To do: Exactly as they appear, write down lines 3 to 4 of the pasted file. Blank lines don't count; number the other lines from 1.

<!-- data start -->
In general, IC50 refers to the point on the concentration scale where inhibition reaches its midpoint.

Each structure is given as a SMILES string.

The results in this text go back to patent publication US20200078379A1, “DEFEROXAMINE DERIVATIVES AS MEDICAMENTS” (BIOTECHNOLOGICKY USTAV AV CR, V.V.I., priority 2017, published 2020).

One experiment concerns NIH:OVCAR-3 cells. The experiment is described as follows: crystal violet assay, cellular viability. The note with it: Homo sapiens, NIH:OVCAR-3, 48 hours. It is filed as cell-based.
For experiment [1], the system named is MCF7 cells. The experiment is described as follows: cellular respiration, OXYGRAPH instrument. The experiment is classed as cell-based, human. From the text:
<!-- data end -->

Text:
The results in this text go back to patent publication US20200078379A1, “DEFEROXAMINE DERIVATIVES AS MEDICAMENTS” (BIOTECHNOLOGICKY USTAV AV CR, V.V.I., priority 2017, published 2020).

One experiment concerns NIH:OVCAR-3 cells. The experiment is described as follows: crystal violet assay, cellular viability. The note with it: Homo sapiens, NIH:OVCAR-3, 48 hours. It is filed as cell-based.